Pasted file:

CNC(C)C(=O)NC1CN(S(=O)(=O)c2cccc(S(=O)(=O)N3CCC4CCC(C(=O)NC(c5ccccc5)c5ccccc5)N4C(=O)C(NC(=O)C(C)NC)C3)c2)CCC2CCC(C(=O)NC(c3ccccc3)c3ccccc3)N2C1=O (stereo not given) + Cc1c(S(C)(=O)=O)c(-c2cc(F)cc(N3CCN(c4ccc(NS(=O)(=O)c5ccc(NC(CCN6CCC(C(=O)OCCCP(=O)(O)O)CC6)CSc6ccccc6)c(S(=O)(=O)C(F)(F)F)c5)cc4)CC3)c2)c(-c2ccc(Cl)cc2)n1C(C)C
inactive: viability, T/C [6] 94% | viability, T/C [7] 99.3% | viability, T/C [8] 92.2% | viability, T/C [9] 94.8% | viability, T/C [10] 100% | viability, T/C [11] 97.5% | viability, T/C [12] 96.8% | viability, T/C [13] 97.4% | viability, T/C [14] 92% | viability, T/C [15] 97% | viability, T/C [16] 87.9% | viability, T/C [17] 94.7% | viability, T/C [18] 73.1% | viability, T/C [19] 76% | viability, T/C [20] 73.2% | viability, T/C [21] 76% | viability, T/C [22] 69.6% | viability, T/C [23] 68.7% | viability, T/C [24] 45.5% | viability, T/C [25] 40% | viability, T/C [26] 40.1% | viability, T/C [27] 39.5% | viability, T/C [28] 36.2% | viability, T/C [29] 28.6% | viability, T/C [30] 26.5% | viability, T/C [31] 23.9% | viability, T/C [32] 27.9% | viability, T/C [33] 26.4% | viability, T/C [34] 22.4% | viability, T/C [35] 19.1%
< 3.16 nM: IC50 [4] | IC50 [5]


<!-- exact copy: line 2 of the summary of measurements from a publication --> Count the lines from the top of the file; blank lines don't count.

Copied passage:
inactive: viability, T/C [6] 94% | viability, T/C [7] 99.3% | viability, T/C [8] 92.2% | viability, T/C [9] 94.8% | viability, T/C [10] 100% | viability, T/C [11] 97.5% | viability, T/C [12] 96.8% | viability, T/C [13] 97.4% | viability, T/C [14] 92% | viability, T/C [15] 97% | viability, T/C [16] 87.9% | viability, T/C [17] 94.7% | viability, T/C [18] 73.1% | viability, T/C [19] 76% | viability, T/C [20] 73.2% | viability, T/C [21] 76% | viability, T/C [22] 69.6% | viability, T/C [23] 68.7% | viability, T/C [24] 45.5% | viability, T/C [25] 40% | viability, T/C [26] 40.1% | viability, T/C [27] 39.5% | viability, T/C [28] 36.2% | viability, T/C [29] 28.6% | viability, T/C [30] 26.5% | viability, T/C [31] 23.9% | viability, T/C [32] 27.9% | viability, T/C [33] 26.4% | viability, T/C [34] 22.4% | viability, T/C [35] 19.1%